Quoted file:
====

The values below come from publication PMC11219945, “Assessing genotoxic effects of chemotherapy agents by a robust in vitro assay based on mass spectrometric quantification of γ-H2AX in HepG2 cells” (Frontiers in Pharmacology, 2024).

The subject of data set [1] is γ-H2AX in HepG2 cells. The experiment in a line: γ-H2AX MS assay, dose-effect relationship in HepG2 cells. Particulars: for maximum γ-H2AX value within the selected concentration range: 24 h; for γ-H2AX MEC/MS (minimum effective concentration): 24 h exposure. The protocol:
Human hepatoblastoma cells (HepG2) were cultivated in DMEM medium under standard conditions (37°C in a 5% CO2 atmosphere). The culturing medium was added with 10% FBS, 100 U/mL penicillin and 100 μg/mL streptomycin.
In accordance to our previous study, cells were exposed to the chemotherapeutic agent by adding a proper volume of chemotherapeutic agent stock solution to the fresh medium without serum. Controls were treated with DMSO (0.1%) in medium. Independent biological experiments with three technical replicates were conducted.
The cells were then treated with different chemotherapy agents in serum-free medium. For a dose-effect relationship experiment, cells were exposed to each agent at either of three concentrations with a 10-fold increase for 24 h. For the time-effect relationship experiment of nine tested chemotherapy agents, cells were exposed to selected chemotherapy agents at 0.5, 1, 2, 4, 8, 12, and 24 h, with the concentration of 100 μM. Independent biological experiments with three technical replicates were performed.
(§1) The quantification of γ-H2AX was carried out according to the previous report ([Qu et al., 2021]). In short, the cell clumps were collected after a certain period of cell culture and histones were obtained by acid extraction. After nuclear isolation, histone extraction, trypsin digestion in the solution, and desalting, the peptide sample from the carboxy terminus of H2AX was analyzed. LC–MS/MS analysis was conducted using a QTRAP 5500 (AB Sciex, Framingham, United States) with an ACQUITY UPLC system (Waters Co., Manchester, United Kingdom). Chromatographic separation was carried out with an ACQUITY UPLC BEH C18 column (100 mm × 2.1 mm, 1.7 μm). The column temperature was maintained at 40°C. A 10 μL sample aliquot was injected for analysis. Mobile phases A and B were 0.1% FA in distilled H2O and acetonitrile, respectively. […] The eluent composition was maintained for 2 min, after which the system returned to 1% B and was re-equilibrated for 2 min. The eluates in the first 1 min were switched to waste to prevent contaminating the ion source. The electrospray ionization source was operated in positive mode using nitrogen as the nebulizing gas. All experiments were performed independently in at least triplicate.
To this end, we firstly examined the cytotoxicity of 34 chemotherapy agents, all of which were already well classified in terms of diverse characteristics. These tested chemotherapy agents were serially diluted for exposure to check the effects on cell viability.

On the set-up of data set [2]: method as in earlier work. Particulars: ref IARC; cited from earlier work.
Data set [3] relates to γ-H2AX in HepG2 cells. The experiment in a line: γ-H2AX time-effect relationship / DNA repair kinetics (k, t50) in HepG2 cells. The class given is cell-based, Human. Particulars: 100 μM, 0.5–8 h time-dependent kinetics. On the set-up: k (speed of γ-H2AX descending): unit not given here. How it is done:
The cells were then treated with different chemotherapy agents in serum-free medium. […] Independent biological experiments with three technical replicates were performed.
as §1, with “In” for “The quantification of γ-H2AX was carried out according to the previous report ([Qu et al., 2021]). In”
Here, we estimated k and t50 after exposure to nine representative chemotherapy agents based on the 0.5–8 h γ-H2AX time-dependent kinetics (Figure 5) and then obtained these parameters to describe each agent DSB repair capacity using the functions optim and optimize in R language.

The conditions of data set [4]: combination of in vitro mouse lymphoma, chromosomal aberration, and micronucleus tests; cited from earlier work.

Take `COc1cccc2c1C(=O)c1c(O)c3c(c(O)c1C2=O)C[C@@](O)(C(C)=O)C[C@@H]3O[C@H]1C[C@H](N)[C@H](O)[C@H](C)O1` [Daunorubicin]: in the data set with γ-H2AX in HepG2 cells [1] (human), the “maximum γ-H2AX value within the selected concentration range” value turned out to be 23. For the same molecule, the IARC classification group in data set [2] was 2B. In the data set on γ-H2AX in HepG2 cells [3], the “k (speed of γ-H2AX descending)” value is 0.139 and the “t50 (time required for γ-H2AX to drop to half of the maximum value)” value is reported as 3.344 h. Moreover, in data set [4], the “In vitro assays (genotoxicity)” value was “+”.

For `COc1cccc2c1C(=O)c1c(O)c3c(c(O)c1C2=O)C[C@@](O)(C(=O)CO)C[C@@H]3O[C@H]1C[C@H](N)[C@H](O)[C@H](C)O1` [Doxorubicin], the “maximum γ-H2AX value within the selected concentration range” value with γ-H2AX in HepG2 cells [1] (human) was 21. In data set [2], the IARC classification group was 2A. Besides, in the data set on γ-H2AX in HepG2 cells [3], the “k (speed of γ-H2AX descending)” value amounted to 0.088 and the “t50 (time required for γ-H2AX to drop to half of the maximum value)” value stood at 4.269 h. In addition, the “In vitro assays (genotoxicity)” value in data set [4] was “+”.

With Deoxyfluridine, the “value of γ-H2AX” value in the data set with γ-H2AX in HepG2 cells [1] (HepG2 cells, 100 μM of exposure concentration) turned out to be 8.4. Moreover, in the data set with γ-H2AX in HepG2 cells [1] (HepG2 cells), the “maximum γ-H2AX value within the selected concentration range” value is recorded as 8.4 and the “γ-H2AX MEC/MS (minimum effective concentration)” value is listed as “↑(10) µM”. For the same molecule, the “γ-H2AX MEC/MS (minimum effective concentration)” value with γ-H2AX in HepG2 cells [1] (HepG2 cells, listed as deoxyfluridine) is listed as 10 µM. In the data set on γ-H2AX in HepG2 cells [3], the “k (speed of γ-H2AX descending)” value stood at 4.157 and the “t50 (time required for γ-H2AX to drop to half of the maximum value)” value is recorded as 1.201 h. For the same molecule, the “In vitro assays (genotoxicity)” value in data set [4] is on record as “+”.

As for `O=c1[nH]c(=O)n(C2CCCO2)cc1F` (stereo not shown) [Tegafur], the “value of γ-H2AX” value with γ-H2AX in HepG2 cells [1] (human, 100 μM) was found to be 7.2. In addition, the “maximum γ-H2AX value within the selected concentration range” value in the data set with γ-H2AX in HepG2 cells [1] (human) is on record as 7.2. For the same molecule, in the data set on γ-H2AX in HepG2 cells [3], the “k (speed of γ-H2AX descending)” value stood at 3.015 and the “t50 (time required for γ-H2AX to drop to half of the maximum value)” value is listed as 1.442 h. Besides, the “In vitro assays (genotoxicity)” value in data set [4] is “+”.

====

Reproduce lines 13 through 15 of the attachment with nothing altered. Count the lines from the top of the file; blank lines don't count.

The conditions of data set [4]: combination of in vitro mouse lymphoma, chromosomal aberration, and micronucleus tests; cited from earlier work.

Take `COc1cccc2c1C(=O)c1c(O)c3c(c(O)c1C2=O)C[C@@](O)(C(C)=O)C[C@@H]3O[C@H]1C[C@H](N)[C@H](O)[C@H](C)O1` [Daunorubicin]: in the data set with γ-H2AX in HepG2 cells [1] (human), the “maximum γ-H2AX value within the selected concentration range” value turned out to be 23. For the same molecule, the IARC classification group in data set [2] was 2B. In the data set on γ-H2AX in HepG2 cells [3], the “k (speed of γ-H2AX descending)” value is 0.139 and the “t50 (time required for γ-H2AX to drop to half of the maximum value)” value is reported as 3.344 h. Moreover, in data set [4], the “In vitro assays (genotoxicity)” value was “+”.

For `COc1cccc2c1C(=O)c1c(O)c3c(c(O)c1C2=O)C[C@@](O)(C(=O)CO)C[C@@H]3O[C@H]1C[C@H](N)[C@H](O)[C@H](C)O1` [Doxorubicin], the “maximum γ-H2AX value within the selected concentration range” value with γ-H2AX in HepG2 cells [1] (human) was 21. In data set [2], the IARC classification group was 2A. Besides, in the data set on γ-H2AX in HepG2 cells [3], the “k (speed of γ-H2AX descending)” value amounted to 0.088 and the “t50 (time required for γ-H2AX to drop to half of the maximum value)” value stood at 4.269 h. In addition, the “In vitro assays (genotoxicity)” value in data set [4] was “+”.